Shah Jahan Regency
Cast: Parambrata Chatterjee, Anjan Dutt, Abir Chatterjee, Mamata Shankar, Rituparno Sengupta, Swastika Mukherjee, Rittika Sen.
Director: Srijit Mukherjee
The Best Exotic Marigold Hotel in 2011 and The Second Best Marigold Hotel in 2015, both helmed by Britain's John Madden with India's Dev Patel playing in both, were delightful, comical and examined a motley group of foreign men and women who stayed there. Mostly elderly, these people came to the hotel in Jaipur with angst and anxieties, their own peculiar baggage – making up for a great story. Of course, Bengali writer Shankar when he wrote Chowringhee in 1962 could have had no inkling about what was to emerge from Madden decades later. And Shankar's book was certainly novel then.
Chowringhee was set in the Calcutta of the mid-1950s, and the novel gripped us with its descriptions and analyses of what was happening in Hotel Shah Jahan.
First adapted for the big screen in 1968 by Pinaki Bhushan Mukherjee, Chowringhee starred the iconic matinee idol, Uttam Kumar – along with Supriya Devi, Utpal Dutt and Biswajit Chatterjee.
Fifty years later, Srijit Mukherjee, with some memorable works like Autograph and Baishe Srabon, returns to Shankar's story of the hotel in what is now called Kolkata. If one remembers the novel right, Mukherjee sticks more or less to the literary work – which is, in a way, one of the pitfalls of the movie. There are too many narratives, which probably could have been tackled with some intelligent editing, and the film calls for at least two viewings for a more nuanced appreciation.
But, nonetheless, what is remarkable about Mukherjee's latest outing, titled Shah Jahan Regency in Bengali, is its leisurely pace – so very typical of life in Kolkata. There is still an easy going charm about the city, bustling though it is with millions of men. And the movie captures this spirit with compelling realism. Like, for instance, when Rudra (played with dignified subtlety by Parambrata Chatterjee, who is still known for non-Bengali audiences as the cop in Kahani) as a trainee in Shah Jahan Regency has the time and patience to stand and hear Rituparno Sengupta's Gayathri Chakraborty playing a sur-bahar (sitar-like instrument) in the hotel lobby. This is so very Bengali – which Mukherjee has captured in all its delicate finesse.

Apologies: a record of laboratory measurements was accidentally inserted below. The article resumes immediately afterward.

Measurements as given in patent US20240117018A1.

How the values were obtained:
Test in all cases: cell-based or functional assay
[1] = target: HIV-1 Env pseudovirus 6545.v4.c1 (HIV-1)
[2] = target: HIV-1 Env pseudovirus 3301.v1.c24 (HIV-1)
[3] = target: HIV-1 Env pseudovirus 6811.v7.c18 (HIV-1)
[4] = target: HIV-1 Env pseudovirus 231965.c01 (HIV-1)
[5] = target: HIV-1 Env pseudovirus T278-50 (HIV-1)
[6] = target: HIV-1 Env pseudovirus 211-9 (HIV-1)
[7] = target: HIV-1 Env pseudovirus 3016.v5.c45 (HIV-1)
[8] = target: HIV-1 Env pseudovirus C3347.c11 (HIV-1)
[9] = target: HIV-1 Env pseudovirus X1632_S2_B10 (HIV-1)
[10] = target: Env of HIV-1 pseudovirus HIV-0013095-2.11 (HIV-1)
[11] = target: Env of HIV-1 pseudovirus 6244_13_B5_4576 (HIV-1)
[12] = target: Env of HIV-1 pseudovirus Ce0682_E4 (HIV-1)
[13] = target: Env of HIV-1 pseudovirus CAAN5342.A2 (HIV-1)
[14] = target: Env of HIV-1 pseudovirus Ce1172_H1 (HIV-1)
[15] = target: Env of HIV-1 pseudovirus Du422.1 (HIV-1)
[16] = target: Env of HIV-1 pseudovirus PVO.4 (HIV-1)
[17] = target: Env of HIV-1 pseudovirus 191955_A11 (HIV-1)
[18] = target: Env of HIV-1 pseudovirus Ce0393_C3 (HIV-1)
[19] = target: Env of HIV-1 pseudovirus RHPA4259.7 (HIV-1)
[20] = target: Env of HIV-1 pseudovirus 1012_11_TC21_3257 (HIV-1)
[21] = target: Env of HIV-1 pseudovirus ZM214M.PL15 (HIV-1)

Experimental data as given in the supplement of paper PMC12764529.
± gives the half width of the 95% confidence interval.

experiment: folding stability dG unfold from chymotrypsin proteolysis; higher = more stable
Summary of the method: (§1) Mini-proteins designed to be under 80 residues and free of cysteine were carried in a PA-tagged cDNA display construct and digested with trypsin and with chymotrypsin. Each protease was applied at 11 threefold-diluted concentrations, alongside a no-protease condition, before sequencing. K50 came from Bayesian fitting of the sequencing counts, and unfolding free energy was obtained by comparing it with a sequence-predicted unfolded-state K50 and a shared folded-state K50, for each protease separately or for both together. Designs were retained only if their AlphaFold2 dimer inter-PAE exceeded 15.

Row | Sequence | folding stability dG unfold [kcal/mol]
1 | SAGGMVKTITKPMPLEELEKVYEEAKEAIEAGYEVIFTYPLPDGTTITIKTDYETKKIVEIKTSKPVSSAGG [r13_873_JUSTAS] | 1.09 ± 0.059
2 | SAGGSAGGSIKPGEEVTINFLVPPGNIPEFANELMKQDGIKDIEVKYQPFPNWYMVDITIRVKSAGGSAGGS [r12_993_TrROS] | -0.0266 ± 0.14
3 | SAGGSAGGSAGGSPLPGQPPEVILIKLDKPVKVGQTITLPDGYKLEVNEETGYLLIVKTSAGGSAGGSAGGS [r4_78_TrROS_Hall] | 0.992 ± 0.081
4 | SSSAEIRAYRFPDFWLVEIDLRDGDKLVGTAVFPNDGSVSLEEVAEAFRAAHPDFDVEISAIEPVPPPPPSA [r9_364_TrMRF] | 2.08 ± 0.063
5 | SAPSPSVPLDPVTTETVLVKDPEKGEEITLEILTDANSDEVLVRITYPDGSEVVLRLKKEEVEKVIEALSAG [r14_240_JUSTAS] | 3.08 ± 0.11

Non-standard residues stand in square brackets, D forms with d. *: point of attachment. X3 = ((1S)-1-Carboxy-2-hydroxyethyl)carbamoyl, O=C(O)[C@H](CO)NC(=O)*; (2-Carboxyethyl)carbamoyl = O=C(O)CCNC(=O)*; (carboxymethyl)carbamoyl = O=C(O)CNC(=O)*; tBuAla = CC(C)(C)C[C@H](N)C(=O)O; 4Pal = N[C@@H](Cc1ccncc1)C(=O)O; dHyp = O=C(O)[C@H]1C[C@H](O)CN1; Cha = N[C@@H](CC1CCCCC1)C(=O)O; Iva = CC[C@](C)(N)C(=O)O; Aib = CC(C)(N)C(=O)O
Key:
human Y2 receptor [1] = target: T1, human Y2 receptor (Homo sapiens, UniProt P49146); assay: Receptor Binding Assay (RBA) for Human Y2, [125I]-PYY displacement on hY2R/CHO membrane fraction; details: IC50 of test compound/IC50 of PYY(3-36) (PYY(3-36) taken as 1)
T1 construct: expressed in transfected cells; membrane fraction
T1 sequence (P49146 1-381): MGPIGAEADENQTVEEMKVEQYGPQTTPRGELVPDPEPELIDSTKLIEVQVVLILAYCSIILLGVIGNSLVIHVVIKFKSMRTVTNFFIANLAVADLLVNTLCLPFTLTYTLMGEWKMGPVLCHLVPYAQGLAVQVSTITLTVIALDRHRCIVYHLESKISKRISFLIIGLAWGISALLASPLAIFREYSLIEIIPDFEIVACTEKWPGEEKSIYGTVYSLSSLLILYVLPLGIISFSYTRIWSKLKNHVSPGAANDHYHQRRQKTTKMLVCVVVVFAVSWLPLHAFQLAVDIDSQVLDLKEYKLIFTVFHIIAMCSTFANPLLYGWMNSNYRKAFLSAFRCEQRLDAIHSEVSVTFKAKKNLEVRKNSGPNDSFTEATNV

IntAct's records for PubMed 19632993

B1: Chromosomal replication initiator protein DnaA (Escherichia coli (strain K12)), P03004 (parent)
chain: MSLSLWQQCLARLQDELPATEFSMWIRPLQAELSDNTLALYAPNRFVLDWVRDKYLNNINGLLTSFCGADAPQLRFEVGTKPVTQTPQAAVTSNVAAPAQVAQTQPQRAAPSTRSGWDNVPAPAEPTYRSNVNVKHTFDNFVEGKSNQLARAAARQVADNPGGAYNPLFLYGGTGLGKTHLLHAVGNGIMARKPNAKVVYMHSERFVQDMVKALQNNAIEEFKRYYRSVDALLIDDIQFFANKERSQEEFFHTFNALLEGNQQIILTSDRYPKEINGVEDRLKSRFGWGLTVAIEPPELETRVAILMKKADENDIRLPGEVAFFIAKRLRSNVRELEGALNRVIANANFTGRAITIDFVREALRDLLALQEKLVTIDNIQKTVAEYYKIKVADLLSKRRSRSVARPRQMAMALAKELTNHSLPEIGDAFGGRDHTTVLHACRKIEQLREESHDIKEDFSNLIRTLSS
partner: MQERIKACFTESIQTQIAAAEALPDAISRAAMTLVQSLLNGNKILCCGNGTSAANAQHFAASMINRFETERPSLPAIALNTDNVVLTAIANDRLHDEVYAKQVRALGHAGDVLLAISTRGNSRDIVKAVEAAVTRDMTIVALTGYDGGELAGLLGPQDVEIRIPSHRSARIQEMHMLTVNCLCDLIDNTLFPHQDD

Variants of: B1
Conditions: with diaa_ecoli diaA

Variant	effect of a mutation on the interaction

And the kind of camaraderie and easy going attitude which Shah Jahan Regency presents between the owner of the hotel, Makaranda Pal (essayed by Anjan Dutt, who once worked in The Statesman as a feature writer before Mrinal Sen discovered his acting potential) and between Rudra and the Regency's chief receptionist, Samiran Bose (Abir Chatterjee), are also part of the Bengali milieu and culture. All these give a lovely flavour to the screen adaptation.
At one level, one may feel that there is not much of a plot in Shah Jahan Regency. But a closer look will reveal how Mukherjee has carried his camera into the multitude of rooms and corridors to give us a multitude of stories, each of which can by itself be developed into a full-fledged narrative: Pal's drunken bouts reflecting his deep marital discord with an actress wife refusing to give him a divorce unless he agrees to an almost filmi plan; the wretched life of a high-class escort, Kamalini Guha (Swastika Mukherjee), who lives in one of the hotel's palatial suits, having been forced into this corner by familial compulsions, Mrs Sarkar's (Mamata Shankar) double life and; the budding love affair between Samiran and air-hostess Supriya (Rittika Sen) that fate cuts short.
Shah Jahan Regency is, therefore, a microcosmic study of a city which once spawned the Bengal Renaissance and whose “bhadralok” culture has, till this day, not been completely erased, despite the modern-day rat race. And Srijit pans his plot across the hotel to give us a view of what lies outside. Of what the city is all about.